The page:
Maybe the best testament to Zach Duke's bounceback this year is a game like today's. Despite all of the evidence that shows that Duke is throwing the ball better this year, that his stats aren't really a mirage, that he really is growing into a good starting pitcher, as soon as he has an inning like the first inning today, I start waiting for the worst to happen. Today, like every other start of his this year, Duke has bore down and kept that other shoe from dropping. From what I could tell on the radio and the GameDay, he didn't have his best stuff today and his manager tried to sabotage him by playing the lead glove twins, Young and Vazquez, at second and short for no particular reason at all, and yet Duke still held the Cubs scoreless after a bad first inning. It's hard to ask for more from a starter.
Unfortunately, Duke was about all we had going for us today. Delwyn Young's mysterious start at second base over the white-hot Freddy Sanchez produced three strikeouts and an 0-for-4. In fact, outside of Ramon Vazquez, the Pirates only had five hits and they only managed an earned run and an unearned one when Nyjer Morgan sprinted home on a wild pitch and barely snuck around Carlos Zambrano, prompting one of the great player tantrums of the season and possibly the decade. That tirade got the Big Z ejected and it'll likely get him suspended, but it fired the Cubs up and they rallied for three runs against Jesse Chavez and Sean Burnett (two guys who the other shoe did fall for tonight) to put away the win in the eighth.
So the ten-game road, two-city road trip ends at 5-5, but only a 2-4 slide over the last six games. The .500 run is good enough to keep them sniffing around .500, but really all we learned from this road trip is that the Pirates are better than the Nationals, and not good enough to take a series from anyone in the city of Chicago. Hopefully the Bucs will enjoy their off-day tomorrow, because they end May and open up June with 17 straight games against the Astros, Mets, Braves, and Tigers. By the end of that stretch, we'll know a lot more about this club than we do now.
The Pirates close up their longest road trip of the year at 2:20 this afternoon against the Cubs. With Zach Duke on the mound, they're hoping that they can win both this series and as a result, the road trip (they're currently 5-4, but a loss today means they lose both non-National-related series). Of course, to win today they'll have to overcome John Russell's obsession with making sure that all of his professional athletes are fully rested at all times, and today Freddy Sanchez's scorching hot bat is benched in favor of Delwyn Young. This is not a ploy to keep Freddy under a certain number of plate appearances. Russell has rested Andy LaRoche and Brandon Moss already in the past week. He simply hates hot streaks. That's a logical conclusion to come to, right?
I'm fed up with this dude. From today's recap in the PG:
"Bad pitches, walks and bad pitch selection," Snell said of this start. "It's going to happen. It won't be the last time. But I'll bounce back. I'm not too worried about it."
He was asked to clarify what he meant by the pitch selection.
"We just kept doubling up on certain pitches we shouldn't have thrown. Instead of throwing in, we threw away. Just being stupid. It cost us. That's it."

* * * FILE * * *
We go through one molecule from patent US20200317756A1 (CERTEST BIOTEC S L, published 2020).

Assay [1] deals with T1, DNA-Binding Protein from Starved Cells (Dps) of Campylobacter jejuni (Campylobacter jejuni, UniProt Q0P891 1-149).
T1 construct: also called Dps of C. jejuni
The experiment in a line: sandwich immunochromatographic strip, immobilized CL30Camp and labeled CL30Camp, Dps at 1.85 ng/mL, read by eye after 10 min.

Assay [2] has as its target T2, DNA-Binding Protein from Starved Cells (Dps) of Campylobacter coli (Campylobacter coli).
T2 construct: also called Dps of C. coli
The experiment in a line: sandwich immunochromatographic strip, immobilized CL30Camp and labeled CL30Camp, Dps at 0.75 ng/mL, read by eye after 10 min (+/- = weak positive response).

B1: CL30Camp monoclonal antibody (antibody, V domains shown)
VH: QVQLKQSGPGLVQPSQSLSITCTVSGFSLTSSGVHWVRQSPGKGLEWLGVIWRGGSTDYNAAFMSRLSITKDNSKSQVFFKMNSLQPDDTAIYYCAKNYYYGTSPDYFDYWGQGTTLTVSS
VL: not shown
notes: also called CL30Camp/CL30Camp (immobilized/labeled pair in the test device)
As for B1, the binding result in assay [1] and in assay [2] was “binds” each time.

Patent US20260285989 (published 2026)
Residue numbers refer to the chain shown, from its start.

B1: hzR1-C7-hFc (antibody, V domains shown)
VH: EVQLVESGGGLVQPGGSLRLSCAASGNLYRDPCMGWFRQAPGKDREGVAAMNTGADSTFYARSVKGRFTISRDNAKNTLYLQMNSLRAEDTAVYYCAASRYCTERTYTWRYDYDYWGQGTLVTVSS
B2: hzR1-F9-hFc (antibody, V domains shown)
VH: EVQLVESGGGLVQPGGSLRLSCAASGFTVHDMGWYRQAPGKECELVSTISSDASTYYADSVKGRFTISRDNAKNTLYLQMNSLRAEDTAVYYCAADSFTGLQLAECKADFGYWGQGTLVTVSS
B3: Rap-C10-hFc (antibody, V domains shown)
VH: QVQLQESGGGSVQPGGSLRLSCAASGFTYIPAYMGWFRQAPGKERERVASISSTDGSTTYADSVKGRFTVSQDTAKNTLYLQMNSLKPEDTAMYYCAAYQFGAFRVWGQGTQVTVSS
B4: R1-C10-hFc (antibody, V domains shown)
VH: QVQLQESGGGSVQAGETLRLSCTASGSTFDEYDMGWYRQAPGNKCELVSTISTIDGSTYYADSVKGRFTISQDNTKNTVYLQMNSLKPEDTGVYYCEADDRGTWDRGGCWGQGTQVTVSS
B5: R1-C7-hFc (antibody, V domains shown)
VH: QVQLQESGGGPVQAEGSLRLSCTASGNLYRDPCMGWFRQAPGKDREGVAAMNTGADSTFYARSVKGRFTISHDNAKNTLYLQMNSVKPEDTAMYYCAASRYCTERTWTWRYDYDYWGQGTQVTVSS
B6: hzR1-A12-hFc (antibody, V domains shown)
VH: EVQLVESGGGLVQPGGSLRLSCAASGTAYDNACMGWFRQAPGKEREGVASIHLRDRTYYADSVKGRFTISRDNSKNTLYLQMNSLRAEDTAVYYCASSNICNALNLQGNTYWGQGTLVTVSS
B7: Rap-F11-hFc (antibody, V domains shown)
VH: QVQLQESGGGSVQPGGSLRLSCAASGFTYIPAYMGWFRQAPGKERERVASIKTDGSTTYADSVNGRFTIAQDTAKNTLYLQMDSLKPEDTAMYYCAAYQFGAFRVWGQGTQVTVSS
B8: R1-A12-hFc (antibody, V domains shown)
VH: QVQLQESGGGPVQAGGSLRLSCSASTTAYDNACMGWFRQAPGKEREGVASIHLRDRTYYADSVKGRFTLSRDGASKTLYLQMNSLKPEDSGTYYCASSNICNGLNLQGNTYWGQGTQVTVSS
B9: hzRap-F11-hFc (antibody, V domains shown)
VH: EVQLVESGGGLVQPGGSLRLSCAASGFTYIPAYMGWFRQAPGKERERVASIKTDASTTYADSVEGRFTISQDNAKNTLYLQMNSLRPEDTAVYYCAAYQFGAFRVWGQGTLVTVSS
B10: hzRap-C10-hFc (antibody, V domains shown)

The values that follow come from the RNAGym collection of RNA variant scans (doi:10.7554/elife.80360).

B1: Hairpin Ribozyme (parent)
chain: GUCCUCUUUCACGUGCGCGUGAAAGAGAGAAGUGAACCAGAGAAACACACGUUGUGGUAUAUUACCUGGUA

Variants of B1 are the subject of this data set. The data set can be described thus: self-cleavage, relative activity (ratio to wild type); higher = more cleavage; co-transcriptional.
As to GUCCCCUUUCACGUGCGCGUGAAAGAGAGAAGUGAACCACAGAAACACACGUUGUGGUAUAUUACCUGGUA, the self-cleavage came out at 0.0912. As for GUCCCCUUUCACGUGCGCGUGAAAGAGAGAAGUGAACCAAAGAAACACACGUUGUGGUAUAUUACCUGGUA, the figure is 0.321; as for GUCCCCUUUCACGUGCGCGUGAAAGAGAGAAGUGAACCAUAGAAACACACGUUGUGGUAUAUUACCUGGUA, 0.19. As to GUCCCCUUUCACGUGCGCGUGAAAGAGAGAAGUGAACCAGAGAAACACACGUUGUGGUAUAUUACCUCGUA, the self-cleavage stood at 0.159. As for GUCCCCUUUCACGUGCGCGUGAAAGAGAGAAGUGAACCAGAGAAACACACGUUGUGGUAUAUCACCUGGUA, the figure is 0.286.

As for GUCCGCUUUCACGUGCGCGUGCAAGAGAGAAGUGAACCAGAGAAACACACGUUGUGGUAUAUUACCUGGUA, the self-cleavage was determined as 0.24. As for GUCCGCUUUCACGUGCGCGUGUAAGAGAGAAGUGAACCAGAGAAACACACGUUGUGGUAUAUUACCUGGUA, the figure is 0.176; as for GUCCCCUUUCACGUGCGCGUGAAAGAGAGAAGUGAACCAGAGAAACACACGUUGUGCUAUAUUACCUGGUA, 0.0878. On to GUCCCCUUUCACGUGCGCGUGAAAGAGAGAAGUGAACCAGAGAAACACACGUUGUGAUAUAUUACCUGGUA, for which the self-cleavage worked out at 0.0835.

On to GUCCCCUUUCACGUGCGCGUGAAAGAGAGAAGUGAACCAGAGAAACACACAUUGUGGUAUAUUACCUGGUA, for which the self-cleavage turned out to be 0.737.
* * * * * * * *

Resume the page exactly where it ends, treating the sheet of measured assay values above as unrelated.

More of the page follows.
Oh, please, Ian. Try not to sound like you care so much. Could you possibly throw Robinzon Diaz under the bus any harder?
Sorry for the late recap again; it was a late night working on FanHouse stuff and somehow, writing up the Pirates' rain-shortened 6-1 loss wasn't high on the priority list.
In a lot of ways, it seems appropriate that the Pirates would lose 6-1 in a short gameon the night that the Penguins clinch their second straight berth in the Stanley Cup Finals. Baseball season in Pittsburgh used to run from April until late July when the Steelers' training camp begins. Now, their season has been shortened from whenever the Penguins finish playing, which is June of late, to late July. This is entirely deserved, of course, because the Penguins are young and exciting and good, while the Pirates are pretty young, but not consistently exciting and definitely not good yet. It just seemed fitting to me that when the Penguins' game ended, I looked to flip back to the Pirates and their game was unexpectedly over for all intents and purposes.
Before it did end, Freddy Sanchez picked up two hits and Andy LaRoche added a hit to extend his hitting streak to 11. Both of those things are good. Ian Snell gave up three runs in the first three innings, all crossing the plate with two outs. Then he did away with all of those pretenses and gave up three more in the fifth without recording any outs at all. Neither of those things are very good and let's face it, neither is Snell.
After last night's game, which I mostly missed but saw described in all over the place as "sloppy" and all different kinds of bad, Ian Snell and Sean Marshall get tasked with cleaning up the for the tired bullpens tonight. The Cubs have now dropped eight in a row and will (horror of horrors!) be tied with the Pirates with another loss to the Bucs tonight.
The Pirates will meanwhile hope that their bats stay hot. Freddy Sanchez has raised his average 26 points (from .294 to .320) by collecting eight hits in his last 11 at-bats while Andy LaRoche is now hitting .298 and has his OPS+ up to 110 (which is better than average, if you're unfamiliar with the stat) with a scorching .447 mark during his ten game hitting streak. The Bucs might not have much power, but they're certainly finding ways to score.